Armed Services chief to Obama: Don't 'play politics' on defense

Armed Services chief to Obama: Don't 'play politics' on defense

Rep. Mac ThornberryWilliam (Mac) McClellan ThornberryFurious Republicans prepare to rebuke Trump on Syria Five ways Trump's Syria decision spells trouble Cheney slated to introduce bill to place sanctions on Turkey MORE (R-Texas) urged President Obama on Saturday to drop his veto threat against a defense spending bill.

Thornberry argued that Obama should reconsider using executive power on the $612 billion 2016 National Defense Authorization Act (NDAA) given it passed overwhelmingly in the House last week and has majority Senate support going forward.

“The House bill authorized exactly the amount the president requested to keep America safe,” Thornberry said in the GOP’s weekly address. “But he wants more money for domestic programs and he has threatened to veto the defense bill unless he gets it.”

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“Look, we’re always going to have our differences, but it’s wrong for anyone to play politics with defense,” said Thornberry, the House Armed Services Committee chairman.

“The world is too dangerous, and the men and women who serve are too precious for that,” he added.

Thornberry additionally called on Obama to reflect on the value of America’s troops as the nation heads into Memorial Day on Monday.

“We carry a debt to those who served, and especially to those who have fallen, to focus on just on doing what’s right for the country and what’s right for the troops, and we honor them best by building on their sacrifice to pass along to the next generation a country that is even stronger, even more prosperous and even freer than we’ve enjoyed,” he said.

The Texas Republican also argued that reinforcing U.S. armed forces was essential for countering global threats and reassuring U.S. allies abroad.

“The world today is full of turmoil,” he said. “Freedom and decency are still under assault.”

“ISIS, for example, poses a grave and direct threat to our security and our way of life,” Thornberry said of the terrorist Islamic State in Iraq and Syria (ISIS).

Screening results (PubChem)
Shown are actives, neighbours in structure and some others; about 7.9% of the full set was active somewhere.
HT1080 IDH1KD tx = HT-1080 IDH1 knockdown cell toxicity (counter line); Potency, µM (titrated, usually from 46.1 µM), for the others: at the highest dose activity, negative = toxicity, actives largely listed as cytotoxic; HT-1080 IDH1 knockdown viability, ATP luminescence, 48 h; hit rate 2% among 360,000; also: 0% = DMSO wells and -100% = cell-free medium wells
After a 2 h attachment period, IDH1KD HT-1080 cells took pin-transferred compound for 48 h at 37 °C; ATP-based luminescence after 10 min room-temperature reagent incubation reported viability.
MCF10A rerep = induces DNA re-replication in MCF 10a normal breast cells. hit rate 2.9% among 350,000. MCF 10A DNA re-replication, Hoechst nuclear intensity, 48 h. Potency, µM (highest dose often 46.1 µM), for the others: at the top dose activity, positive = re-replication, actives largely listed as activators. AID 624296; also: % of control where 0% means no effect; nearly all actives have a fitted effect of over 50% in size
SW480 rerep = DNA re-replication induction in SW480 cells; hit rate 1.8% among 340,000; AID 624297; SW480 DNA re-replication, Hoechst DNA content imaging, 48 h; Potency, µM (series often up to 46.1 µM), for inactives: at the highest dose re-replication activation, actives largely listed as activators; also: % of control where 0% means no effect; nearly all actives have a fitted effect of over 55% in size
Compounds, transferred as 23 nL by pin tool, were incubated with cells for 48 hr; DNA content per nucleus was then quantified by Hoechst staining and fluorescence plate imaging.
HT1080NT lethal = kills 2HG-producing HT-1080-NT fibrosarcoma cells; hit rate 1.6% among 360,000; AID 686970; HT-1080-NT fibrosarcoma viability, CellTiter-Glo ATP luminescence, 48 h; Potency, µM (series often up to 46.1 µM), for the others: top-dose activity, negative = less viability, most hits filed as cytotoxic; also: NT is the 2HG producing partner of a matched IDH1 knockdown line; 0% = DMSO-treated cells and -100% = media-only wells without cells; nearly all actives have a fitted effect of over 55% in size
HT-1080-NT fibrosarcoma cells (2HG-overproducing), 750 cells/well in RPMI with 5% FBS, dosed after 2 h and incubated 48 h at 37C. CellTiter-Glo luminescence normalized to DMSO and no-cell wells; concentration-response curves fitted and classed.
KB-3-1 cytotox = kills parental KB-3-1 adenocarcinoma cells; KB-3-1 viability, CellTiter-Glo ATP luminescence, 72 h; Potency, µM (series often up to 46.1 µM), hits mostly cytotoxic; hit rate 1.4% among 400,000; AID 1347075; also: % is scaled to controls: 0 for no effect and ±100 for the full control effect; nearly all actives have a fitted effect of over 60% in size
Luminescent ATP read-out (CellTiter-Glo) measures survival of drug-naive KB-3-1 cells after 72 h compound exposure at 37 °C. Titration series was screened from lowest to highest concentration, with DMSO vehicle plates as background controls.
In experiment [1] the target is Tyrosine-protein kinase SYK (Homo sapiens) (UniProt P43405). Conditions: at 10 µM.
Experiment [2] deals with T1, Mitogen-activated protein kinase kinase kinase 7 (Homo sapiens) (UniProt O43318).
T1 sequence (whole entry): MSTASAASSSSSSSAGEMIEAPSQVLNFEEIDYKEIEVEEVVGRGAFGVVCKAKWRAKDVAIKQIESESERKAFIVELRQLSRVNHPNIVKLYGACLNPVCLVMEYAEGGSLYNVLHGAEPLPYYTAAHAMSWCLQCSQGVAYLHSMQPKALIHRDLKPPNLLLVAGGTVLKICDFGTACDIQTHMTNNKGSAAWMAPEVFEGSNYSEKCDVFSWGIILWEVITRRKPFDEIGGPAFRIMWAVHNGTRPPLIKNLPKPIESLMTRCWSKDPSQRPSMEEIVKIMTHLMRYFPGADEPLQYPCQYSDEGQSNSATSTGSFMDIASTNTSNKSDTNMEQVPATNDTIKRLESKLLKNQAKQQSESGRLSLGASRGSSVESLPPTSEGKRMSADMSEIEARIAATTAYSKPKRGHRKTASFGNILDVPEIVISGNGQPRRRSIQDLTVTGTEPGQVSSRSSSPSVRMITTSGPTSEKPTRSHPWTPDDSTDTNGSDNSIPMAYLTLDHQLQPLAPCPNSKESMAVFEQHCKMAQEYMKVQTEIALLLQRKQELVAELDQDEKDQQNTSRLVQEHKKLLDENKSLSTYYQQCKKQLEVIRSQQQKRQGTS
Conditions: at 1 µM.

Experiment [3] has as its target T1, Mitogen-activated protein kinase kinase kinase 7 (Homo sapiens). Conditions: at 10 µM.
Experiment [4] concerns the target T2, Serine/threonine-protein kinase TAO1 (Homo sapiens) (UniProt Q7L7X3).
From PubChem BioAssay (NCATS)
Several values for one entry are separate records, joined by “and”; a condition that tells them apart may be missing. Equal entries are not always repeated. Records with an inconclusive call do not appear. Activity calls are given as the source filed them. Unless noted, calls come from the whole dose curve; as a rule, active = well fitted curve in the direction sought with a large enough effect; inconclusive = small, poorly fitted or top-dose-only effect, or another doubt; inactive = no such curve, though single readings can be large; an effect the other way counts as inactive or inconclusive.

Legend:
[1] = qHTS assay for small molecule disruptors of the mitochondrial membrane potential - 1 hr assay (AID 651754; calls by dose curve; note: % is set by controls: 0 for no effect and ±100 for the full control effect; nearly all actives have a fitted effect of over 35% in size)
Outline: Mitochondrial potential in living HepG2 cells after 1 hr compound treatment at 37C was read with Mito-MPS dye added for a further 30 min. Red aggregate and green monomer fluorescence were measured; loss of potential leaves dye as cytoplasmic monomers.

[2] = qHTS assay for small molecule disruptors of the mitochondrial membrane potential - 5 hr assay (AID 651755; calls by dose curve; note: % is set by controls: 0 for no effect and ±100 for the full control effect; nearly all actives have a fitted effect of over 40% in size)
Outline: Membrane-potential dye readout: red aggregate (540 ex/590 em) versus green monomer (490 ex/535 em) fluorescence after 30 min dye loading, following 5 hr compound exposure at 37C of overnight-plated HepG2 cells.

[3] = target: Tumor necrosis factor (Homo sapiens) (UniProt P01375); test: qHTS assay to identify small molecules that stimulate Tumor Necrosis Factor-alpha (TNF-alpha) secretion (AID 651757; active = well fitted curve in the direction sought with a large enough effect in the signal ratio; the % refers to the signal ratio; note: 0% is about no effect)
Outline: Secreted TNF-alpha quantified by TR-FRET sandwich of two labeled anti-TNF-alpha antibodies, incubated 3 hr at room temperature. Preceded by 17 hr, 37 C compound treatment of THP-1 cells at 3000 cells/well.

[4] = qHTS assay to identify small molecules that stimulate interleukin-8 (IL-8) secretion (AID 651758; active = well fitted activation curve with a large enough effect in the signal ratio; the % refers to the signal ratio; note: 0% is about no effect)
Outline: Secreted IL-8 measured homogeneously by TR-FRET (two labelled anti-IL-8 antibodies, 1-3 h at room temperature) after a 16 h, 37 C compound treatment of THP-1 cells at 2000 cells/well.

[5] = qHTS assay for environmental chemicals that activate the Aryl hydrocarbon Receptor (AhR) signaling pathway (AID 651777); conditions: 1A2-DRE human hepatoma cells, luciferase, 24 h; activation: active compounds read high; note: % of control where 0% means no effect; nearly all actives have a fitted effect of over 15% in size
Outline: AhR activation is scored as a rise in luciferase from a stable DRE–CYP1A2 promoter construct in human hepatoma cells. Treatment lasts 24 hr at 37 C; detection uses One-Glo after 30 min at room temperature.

“No one knows how to solve all the problems in the world,” he said. “But one thing we know for sure — the world is a safer, better place when the United States is militarily strong,” Thornberry said. “And a weakened America invites great danger.”

The House defied Obama’s veto threat on May 15 with a 269-151 vote overwhelmingly approving the NDAA.

The Senate, meanwhile, could vote on its version of the legislation by early next month.

“Schedule permitting, the committee is ready to go to the floor in June,” a Senate Armed Services Committee aide told The Hill on Monday.

Obama has vowed he would strike down the bill over its circumnavigation of spending caps.

The bill maintains ceilings on defense spending first imposed in a 2011 budget deal that introduced sequestration spending limits.

It eludes those caps, however, by increasing funding to the Pentagon’s war fund.

The proposed legislation authorizes roughly $523 billion in base Defense Department spending. An additional $90 billion is listed for the war fund, formally known as the Overseas Contingency Operations fund.

Should the NDAA reach the Senate floor in June, it could pass faster than most previous iterations of the bill.

Congress has passed an NDAA before the Dec. 31 deadline for 53 consecutive years.